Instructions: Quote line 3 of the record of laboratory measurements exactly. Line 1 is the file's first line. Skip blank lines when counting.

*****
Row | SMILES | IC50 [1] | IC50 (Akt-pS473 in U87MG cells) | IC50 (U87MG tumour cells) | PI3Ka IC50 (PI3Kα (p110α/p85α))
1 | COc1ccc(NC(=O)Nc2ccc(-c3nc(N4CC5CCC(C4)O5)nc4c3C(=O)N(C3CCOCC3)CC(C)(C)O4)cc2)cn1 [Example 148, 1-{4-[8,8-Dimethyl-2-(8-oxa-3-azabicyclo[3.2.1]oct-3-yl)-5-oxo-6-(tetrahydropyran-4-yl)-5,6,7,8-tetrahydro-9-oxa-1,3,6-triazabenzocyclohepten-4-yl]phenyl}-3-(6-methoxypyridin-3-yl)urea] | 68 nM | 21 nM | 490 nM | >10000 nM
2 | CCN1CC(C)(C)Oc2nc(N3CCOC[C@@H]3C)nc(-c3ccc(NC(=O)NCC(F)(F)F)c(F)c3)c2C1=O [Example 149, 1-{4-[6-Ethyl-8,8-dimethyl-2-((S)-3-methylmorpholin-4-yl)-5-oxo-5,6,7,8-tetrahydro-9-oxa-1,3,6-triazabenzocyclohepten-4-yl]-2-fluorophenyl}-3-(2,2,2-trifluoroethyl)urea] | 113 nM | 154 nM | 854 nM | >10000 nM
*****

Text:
2 | CCN1CC(C)(C)Oc2nc(N3CCOC[C@@H]3C)nc(-c3ccc(NC(=O)NCC(F)(F)F)c(F)c3)c2C1=O [Example 149, 1-{4-[6-Ethyl-8,8-dimethyl-2-((S)-3-methylmorpholin-4-yl)-5-oxo-5,6,7,8-tetrahydro-9-oxa-1,3,6-triazabenzocyclohepten-4-yl]-2-fluorophenyl}-3-(2,2,2-trifluoroethyl)urea] | 113 nM | 154 nM | 854 nM | >10000 nM